Green Home Building Guidelines Designed for Mainstream Builders

Rules aimed at constructing more energy efficient, environmentally sensitive homes in different price ranges and climate conditions.

The green-homebuilding movement took a major step forward with the release of national Model Green Home Building Guidelines by the National Association of Home Builders. Launched at the 2005 International Builders Show in Orlando, the new voluntary guidelines provide documentation and support for green builders and remodelers throughout the United States.

NAHB's Research Center developed the new guidelines for builders and remodelers of single-family homes, multifamily structures and custom homes. Up until now, mostly niche builders have been dealing with the complex subject of green building on a local or regional basis. NAHB intends to facilitate the adoption of green-building practices and the formation of new local green-building programs. Currently there are about 30 local or regional green-building programs in the United States.

"The guidelines are revolutionary, because they will help all builders, not just niche builders, construct more energy efficient, environmentally sensitive homes in different price ranges and climate conditions," says Ray Tonjes, a home builder from Austin, Texas, and chair of the Green Building Subcommittee of NAHB.

NAHB undertook the guidelines project a year ago at the urging of members who wanted research and education on building resource-efficient homes that are both affordable and customized to local conditions.

The guidelines offer voluntary builder- and market-driven green solutions for:

  • Site planning and land development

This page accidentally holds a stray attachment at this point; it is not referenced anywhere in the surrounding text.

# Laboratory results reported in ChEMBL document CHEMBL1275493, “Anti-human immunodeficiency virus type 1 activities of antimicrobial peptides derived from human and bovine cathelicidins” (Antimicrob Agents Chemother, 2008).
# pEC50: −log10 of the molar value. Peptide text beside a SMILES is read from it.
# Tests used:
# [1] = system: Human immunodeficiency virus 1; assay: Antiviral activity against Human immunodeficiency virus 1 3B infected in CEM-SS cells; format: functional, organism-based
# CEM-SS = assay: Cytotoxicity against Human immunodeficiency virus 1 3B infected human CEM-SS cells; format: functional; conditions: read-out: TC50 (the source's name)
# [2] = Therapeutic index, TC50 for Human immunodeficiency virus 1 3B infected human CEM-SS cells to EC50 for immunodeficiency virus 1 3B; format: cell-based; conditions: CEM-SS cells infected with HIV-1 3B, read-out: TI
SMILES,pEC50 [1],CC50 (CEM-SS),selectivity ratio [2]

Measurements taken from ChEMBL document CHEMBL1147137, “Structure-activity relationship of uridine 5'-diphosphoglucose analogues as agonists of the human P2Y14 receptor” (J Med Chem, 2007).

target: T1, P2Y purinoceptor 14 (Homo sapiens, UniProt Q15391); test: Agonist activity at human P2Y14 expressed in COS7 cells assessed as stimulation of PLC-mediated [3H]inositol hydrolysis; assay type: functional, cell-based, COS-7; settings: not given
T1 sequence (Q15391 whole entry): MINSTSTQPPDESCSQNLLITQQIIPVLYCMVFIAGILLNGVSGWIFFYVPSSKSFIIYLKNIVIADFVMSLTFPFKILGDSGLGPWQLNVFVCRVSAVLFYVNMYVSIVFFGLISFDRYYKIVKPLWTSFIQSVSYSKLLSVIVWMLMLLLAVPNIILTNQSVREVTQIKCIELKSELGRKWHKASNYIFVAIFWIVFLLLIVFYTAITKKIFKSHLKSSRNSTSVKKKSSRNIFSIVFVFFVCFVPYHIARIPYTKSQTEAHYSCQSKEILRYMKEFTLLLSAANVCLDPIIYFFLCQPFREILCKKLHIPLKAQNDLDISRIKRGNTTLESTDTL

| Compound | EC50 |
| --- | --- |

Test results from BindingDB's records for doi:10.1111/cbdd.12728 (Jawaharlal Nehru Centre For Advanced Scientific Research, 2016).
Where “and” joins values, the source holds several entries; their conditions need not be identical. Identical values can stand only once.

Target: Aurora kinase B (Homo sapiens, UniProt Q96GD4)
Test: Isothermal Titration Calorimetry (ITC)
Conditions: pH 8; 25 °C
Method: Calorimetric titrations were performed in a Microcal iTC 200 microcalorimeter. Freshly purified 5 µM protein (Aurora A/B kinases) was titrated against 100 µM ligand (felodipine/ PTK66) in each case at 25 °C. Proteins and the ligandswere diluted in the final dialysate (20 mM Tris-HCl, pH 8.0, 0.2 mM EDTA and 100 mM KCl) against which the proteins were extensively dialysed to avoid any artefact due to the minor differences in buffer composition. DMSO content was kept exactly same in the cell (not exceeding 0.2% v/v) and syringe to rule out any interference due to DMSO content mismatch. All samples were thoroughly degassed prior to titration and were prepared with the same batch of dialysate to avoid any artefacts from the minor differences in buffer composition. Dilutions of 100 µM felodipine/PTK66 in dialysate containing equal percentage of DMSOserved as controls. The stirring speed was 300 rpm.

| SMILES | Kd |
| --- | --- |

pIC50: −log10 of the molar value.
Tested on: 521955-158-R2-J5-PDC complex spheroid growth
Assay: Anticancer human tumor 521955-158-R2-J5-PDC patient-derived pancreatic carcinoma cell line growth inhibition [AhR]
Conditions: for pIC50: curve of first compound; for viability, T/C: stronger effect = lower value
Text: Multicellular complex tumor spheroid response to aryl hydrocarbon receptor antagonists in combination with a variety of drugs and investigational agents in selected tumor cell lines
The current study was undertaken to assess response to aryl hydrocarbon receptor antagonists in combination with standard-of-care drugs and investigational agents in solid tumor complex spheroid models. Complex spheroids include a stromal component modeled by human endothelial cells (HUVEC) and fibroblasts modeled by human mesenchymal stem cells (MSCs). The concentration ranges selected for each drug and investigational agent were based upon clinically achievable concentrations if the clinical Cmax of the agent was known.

• Lot design and preparation
  • Resource, energy and water efficiency
  • Indoor air quality
  • Operation, maintenance and home-owner operation
  • Global impact, i.e., how home construction affects the overall environment, such as the use of products that reduce ozone pollution

The new guidelines can be downloaded at www.nahb.org/gbg.

Green Marketing Help

Another new national organization aims to help mainstream builders market the green-building concept. The Green Building Initiative is a not-for-profit organization based in Portland, Ore., and supported by a broad cross section of groups and individuals interested in promoting energy efficient and environmentally sustainable practices in residential and commercial construction. The GBI plans to work closely with NAHB and its local home builder associations (HBAs). Ray will lead the GBI as the first chairman.

NAHB, which owns the Model Green Home Building Guidelines, will receive technical assistance from the NAHB Research Center and marketing assistance from GBI, according to John Loyer, construction codes and standards specialist for the energy and green building department at NAHB. The Research Center will update the Guidelines in two to three years, he says.

GBI, which began promoting membership in the second half of 2004, already has more than 2,500 builder members. Programs are currently in development in Houston, St. Louis, Kansas City, Phoenix and Cleveland. Supported by building product manufacturers, GBI offers builder membership at no cost. A GBI Resource Kit is available at www.thegbi.com.

The U.S. Green Building Council is working on a third national residential green-building initiative as part of the Leadership in Energy and Environmental Design (LEED) program. A residential pilot program for LEED-H is already under way. USGBC expects to launch the final program in late 2005 or early 2006.

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